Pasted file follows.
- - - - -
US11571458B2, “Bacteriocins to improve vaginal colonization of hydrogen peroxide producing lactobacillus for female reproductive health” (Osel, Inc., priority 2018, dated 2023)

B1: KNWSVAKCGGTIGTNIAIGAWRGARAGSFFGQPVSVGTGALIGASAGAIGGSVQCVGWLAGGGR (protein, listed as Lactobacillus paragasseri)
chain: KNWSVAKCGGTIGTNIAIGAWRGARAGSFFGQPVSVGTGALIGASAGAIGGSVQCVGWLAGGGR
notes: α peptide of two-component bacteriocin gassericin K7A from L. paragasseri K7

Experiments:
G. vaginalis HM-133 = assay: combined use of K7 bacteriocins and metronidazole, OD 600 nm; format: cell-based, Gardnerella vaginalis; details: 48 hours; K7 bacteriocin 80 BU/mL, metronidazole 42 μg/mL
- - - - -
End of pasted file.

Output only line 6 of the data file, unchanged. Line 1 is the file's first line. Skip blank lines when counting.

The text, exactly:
G. vaginalis HM-133 = assay: combined use of K7 bacteriocins and metronidazole, OD 600 nm; format: cell-based, Gardnerella vaginalis; details: 48 hours; K7 bacteriocin 80 BU/mL, metronidazole 42 μg/mL